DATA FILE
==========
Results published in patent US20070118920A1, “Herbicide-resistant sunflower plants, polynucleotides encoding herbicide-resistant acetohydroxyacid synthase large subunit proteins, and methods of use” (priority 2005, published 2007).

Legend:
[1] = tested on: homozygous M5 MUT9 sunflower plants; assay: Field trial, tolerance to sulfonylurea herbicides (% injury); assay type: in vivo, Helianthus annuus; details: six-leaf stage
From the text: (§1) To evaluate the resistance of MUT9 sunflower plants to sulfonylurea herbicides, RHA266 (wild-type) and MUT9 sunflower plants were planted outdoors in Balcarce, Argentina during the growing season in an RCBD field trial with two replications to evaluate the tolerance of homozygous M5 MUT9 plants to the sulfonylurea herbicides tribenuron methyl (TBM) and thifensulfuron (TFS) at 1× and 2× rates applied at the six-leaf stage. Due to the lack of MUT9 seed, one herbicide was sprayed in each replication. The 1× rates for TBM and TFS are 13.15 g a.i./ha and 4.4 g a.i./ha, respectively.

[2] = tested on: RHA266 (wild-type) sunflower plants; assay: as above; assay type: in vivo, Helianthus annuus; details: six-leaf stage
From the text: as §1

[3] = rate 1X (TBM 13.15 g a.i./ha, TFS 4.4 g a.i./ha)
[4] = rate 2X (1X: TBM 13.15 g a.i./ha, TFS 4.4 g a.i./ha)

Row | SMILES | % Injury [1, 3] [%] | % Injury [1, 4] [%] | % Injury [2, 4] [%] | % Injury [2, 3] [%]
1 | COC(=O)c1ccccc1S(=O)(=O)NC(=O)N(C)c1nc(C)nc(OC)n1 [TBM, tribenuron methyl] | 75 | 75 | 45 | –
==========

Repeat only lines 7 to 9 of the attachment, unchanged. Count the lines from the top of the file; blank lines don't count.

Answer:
[3] = rate 1X (TBM 13.15 g a.i./ha, TFS 4.4 g a.i./ha)
[4] = rate 2X (1X: TBM 13.15 g a.i./ha, TFS 4.4 g a.i./ha)

Row | SMILES | % Injury [1, 3] [%] | % Injury [1, 4] [%] | % Injury [2, 4] [%] | % Injury [2, 3] [%]